The researchers’ demonstration was conducted with relatively cheap equipment, and based upon the idea that technological eavesdropping is possible when dealing with EMV contactless cards. The technology gear enhanced the NFC signal and increased the physical proximity necessary for interacting with the EMV chip (1 to 3 meters, depending on the environment). The target consisted of sensitive information stored on the card – so it was mostly about proving the possibility of an after-the-fact exploit.
2. Another demonstration belongs to Kristin Paget. Forbes published an article describing how the demo proved that RFID-enabled credit cards could be “pickpocketed” through clothes and wallets. The article mentions the contactless card supplementary security featured that might just block the fraudulent operation, it the timing is right. The card offers a one-time CVV code with every scan, whose repeated usage blocks the card. The attacker can use the CVV code once and it the victim also employs the replicated code before the malicious transaction is perfected, the card id disabled.
Page used a credit-card reader purchased on eBay and basically read the card data and the one-time CVV number; the card data was not instantly manipulated as in the SC Magazine example, therefore the card limit was not affected.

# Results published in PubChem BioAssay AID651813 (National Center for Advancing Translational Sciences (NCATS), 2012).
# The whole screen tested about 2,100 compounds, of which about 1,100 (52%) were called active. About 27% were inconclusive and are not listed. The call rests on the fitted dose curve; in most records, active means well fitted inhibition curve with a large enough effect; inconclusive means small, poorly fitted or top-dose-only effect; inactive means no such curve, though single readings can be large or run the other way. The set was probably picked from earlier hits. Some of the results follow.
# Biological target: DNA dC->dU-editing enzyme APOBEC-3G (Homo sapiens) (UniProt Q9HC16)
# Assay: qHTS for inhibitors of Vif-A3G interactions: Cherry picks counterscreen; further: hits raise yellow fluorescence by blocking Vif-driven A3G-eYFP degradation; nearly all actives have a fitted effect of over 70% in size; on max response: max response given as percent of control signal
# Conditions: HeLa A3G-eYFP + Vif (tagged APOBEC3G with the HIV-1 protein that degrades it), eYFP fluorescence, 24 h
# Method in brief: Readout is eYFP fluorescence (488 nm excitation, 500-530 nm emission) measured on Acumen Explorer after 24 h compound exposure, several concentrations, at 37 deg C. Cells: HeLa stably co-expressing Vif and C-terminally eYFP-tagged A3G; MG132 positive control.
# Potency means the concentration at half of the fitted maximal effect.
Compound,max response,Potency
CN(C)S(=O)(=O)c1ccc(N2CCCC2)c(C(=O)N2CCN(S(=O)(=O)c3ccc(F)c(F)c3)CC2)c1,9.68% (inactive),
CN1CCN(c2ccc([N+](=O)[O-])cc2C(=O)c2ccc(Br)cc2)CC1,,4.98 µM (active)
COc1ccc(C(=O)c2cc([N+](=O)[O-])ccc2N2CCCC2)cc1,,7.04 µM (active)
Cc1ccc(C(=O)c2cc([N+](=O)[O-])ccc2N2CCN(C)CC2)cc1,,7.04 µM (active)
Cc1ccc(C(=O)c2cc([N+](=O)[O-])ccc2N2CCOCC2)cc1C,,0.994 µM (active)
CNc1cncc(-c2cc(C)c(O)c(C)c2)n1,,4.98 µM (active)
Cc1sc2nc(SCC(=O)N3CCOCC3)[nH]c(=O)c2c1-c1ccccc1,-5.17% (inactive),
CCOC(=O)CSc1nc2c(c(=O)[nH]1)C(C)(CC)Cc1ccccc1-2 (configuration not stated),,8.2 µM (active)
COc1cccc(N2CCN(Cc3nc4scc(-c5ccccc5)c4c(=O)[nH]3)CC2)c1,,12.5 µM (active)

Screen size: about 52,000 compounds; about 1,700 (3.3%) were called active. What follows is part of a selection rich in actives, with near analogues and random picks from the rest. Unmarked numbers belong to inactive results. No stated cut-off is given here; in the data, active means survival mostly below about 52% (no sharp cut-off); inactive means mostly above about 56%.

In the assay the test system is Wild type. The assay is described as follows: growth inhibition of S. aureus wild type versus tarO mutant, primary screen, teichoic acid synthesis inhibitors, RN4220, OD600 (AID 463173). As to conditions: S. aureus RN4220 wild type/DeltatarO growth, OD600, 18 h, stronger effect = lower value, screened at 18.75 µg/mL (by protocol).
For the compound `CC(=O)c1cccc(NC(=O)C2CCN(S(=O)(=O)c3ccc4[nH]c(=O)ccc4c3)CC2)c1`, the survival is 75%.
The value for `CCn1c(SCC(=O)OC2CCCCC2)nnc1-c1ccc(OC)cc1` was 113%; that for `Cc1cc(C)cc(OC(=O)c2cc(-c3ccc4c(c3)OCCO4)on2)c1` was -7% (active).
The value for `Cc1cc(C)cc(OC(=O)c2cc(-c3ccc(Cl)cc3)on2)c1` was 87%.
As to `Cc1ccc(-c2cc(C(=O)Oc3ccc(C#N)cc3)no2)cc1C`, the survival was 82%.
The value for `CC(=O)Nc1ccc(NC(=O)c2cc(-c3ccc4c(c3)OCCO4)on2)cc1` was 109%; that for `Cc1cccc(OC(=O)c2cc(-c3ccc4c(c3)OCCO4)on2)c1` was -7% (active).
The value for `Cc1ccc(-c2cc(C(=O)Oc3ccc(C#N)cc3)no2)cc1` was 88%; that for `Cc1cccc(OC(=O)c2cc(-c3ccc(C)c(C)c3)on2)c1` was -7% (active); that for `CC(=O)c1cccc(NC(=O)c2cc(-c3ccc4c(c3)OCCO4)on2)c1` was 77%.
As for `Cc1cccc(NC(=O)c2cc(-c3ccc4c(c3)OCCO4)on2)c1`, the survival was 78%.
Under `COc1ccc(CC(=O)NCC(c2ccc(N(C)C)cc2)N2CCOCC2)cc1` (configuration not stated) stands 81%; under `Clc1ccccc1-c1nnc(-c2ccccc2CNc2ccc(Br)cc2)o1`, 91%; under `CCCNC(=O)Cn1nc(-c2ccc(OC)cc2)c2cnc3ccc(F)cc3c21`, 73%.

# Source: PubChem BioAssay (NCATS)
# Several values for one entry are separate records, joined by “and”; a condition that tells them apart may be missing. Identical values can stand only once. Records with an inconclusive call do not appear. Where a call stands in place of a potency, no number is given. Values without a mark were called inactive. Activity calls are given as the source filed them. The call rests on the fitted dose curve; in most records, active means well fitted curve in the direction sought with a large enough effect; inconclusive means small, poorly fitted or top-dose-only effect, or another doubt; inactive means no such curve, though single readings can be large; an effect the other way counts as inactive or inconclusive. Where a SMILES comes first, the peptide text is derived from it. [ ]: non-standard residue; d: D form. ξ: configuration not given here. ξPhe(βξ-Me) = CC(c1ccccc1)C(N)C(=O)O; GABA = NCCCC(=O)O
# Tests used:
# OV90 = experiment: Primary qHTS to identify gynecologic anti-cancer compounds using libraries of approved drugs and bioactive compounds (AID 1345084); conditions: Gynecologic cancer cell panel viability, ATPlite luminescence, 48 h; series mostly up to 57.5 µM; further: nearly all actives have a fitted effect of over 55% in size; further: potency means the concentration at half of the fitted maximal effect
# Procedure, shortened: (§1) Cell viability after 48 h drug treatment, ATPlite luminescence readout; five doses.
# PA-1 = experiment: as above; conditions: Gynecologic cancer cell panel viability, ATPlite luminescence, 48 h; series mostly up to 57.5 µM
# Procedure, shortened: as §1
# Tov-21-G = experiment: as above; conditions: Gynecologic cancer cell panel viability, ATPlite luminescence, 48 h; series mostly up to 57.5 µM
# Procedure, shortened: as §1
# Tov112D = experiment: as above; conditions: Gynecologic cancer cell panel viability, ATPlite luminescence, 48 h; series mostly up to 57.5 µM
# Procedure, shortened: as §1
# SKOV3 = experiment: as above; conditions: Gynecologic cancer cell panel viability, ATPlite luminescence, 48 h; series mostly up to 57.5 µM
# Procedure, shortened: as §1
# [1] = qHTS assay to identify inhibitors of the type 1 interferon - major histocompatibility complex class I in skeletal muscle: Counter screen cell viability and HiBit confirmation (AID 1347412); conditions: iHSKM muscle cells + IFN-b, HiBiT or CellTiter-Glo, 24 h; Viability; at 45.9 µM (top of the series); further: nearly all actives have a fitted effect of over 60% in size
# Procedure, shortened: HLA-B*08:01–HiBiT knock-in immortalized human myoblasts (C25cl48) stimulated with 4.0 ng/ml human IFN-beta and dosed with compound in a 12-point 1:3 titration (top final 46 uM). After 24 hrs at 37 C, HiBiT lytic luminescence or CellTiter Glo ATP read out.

It is maybe useful to remember at this point that contactless cards were used in U.S. previous to the 1 October EMV deadline, but in the form of transit cards. The amounts of money associated with the card and the limit of withdrawal made such transit cards less attractive for hackers – but this is changing once contactless EMV cards are associated with usual bank accounts. Such cards may become more attractive targets, which, combined with the possibility of increasing the card limit – increases the risks.
3.The Prezi demonstration that we quoted before deployed an attack on a MIFARE Classic/DESFire RFID card (the most used RFID card type globally) and managed to read/write and also gain access to the card by using a smartphone, the Banking Card reader NFC (EMV) app for Android and a touchatag NFC reader with NFC millionaire application, from a distance of 4 cm. As a serious risk, the exploit found that “CVC/CVV code is not possible to read from the cards, but this may not be a problem because many online portals still do not require CVC/CVV code”.
Proposed solutions for contactless cards
RFID shields to protect the contactless credit cards when the owner is not using them for transactions are recommended. Secure protector sleeves block RFID signals from being read or manipulated and can be purchased online or in stores, or even integrated in regular looking wallets.
Other more sophisticated solutions are for the moment only theoretical or at maximum in the prototype phase.
The Avoine RFID section provides interesting links on both security vulnerabilities and possible solutions. For example, a secure transaction verification scheme was one of the proposed solutions – but such a procedure would defy the simplicity of contactless payment.
Dynamic tokens, biometric RFID authentication or private and secure public-key distance bounding would be another 2015-ventured precautionary measures.